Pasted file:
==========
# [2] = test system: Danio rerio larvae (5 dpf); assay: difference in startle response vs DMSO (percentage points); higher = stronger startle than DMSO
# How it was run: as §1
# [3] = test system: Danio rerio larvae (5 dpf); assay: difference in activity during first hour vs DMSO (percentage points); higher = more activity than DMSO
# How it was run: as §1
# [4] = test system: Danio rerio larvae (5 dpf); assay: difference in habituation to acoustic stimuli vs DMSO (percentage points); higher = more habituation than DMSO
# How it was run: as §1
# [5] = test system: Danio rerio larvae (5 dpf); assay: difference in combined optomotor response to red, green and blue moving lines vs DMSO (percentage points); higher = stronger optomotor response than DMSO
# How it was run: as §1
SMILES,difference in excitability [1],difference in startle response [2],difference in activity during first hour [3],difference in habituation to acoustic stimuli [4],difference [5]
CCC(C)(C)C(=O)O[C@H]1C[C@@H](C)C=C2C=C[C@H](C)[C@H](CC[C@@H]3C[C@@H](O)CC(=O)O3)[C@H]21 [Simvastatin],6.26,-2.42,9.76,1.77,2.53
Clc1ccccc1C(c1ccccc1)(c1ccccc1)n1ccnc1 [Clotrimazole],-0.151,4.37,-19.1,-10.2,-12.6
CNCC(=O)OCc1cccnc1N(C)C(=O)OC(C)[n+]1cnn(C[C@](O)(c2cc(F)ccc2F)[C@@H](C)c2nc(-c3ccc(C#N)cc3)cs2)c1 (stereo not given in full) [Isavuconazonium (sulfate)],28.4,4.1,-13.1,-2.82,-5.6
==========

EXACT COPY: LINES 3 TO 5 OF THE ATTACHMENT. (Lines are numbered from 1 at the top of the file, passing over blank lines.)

# [3] = test system: Danio rerio larvae (5 dpf); assay: difference in activity during first hour vs DMSO (percentage points); higher = more activity than DMSO
# How it was run: as §1
# [4] = test system: Danio rerio larvae (5 dpf); assay: difference in habituation to acoustic stimuli vs DMSO (percentage points); higher = more habituation than DMSO